The Man Who Walked Out The Door -- poetry by Amy Lee
Minutes past noon, I see mother is still in bed.
Now she shakes her head, shakes me away and
will not rise. It is only the scraping of the front
door that wakes her. Sunlight streams in from
the only window, and soon I walk down the
kitchen stairs. The milk has been left outside
the fridge again. Water from the carton trickles
down on the countertop, shimmering at the
flickering lights above. Standing in the empty
room even the floor is cold. It feels like so soon
father would walk into the room warmed by the
boiling rice, his sweaty hands reaching for the
towel on the back of his chair and then to mother,
moiling among dinner dishes. Hands on her waist,
rocking to the sounds of the humming microwave.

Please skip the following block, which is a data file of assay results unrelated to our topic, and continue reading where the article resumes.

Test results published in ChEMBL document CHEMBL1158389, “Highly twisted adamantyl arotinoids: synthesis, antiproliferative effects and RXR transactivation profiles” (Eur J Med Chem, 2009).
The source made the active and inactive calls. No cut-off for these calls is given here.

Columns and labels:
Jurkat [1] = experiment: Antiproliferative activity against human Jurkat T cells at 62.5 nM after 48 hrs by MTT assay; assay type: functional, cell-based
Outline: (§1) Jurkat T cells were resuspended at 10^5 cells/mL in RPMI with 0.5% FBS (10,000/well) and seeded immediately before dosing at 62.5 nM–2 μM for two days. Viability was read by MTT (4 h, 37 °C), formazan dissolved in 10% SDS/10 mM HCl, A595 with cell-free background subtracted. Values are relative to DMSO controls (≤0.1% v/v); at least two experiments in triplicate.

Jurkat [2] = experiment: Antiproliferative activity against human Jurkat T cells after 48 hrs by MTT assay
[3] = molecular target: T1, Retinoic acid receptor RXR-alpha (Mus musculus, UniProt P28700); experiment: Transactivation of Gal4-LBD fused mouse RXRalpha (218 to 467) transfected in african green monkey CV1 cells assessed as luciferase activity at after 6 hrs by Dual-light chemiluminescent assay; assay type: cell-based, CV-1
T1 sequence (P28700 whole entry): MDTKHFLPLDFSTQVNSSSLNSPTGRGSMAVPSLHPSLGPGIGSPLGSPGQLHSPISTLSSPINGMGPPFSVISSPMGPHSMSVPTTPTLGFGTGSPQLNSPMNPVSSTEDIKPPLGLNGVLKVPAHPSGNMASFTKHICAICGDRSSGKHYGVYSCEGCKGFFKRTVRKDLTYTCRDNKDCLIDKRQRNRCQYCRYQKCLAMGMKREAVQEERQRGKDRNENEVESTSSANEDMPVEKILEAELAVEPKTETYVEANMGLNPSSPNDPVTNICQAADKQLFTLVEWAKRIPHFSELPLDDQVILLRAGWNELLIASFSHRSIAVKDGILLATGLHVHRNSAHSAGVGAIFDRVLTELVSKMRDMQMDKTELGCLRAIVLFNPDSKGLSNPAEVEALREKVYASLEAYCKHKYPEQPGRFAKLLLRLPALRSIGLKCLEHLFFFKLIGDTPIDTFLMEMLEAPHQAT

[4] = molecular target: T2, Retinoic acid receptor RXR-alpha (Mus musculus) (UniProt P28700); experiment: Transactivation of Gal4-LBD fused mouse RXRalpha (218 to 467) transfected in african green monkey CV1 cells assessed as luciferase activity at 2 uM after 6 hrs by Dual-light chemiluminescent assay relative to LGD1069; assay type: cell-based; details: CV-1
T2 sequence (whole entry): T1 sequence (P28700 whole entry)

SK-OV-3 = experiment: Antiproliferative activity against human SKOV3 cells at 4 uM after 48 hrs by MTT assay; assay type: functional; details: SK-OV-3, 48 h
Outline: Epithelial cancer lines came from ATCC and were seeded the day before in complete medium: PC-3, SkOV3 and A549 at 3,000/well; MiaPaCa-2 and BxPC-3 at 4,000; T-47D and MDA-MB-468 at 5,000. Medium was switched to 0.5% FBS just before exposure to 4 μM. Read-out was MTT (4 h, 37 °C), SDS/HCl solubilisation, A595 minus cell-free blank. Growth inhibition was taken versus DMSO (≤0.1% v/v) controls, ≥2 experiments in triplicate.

But then he left. Now mother will only rise to the
creaking of her door, shifting from side to side in
her bed until she falls asleep again. There is fog
outside the window hanging like laundry between
trees. I think of the garden outside, outgrown by
weeds and moss, mother’s jindallae have fallen
and only the naked stem shudders with the wind.
If I ran outside barefoot, searching for fathers
shadows, mother would listen from her room.
If I sang the hymn before the prayer, mother would
listen from the kitchen. The sky tires and turns
away without a word. The lights in the house flicker
again. She listens and hears nothing.
Amy Lee is a fourteen-year-old student who is currently attending International School of Manila. During her free time, she likes hanging out with her friends and reading books while listening to music. Her works have been accepted in Eunoia Review, Uppagus, and others.